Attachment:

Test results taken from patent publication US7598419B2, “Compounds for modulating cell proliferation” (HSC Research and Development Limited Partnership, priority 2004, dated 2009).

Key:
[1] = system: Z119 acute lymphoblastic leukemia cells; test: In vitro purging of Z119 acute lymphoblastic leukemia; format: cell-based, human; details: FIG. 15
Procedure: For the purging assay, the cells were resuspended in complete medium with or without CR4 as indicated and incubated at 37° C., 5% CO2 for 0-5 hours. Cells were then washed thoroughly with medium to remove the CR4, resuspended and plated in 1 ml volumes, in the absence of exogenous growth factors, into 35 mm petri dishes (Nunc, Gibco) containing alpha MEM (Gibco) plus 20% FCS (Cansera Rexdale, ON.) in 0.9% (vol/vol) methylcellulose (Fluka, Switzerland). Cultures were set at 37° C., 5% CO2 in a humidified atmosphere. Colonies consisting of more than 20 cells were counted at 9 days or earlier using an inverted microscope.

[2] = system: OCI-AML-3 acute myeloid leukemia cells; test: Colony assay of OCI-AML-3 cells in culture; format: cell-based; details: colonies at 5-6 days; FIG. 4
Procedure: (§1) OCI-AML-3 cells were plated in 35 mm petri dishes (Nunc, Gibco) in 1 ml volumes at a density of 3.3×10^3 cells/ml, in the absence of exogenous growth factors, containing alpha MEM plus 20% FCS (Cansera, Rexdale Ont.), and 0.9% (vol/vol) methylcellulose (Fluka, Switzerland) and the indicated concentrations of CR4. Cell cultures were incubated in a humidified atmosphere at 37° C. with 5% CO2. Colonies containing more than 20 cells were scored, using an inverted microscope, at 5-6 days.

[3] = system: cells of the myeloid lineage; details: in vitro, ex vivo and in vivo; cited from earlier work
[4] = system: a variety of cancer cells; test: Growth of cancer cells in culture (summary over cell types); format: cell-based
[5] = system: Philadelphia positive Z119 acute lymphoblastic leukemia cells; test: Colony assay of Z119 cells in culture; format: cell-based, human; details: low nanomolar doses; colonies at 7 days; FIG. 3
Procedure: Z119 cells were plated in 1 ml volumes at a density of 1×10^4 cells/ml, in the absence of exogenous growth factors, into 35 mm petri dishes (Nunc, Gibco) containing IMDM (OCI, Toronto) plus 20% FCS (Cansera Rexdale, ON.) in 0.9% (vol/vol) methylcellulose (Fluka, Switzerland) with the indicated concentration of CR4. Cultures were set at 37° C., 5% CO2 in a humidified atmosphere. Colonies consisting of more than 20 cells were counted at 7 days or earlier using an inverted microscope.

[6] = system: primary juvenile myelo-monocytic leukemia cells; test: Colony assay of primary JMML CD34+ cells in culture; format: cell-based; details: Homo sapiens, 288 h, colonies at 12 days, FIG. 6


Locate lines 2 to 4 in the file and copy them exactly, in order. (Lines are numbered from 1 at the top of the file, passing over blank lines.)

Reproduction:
Key:
[1] = system: Z119 acute lymphoblastic leukemia cells; test: In vitro purging of Z119 acute lymphoblastic leukemia; format: cell-based, human; details: FIG. 15
Procedure: For the purging assay, the cells were resuspended in complete medium with or without CR4 as indicated and incubated at 37° C., 5% CO2 for 0-5 hours. Cells were then washed thoroughly with medium to remove the CR4, resuspended and plated in 1 ml volumes, in the absence of exogenous growth factors, into 35 mm petri dishes (Nunc, Gibco) containing alpha MEM (Gibco) plus 20% FCS (Cansera Rexdale, ON.) in 0.9% (vol/vol) methylcellulose (Fluka, Switzerland). Cultures were set at 37° C., 5% CO2 in a humidified atmosphere. Colonies consisting of more than 20 cells were counted at 9 days or earlier using an inverted microscope.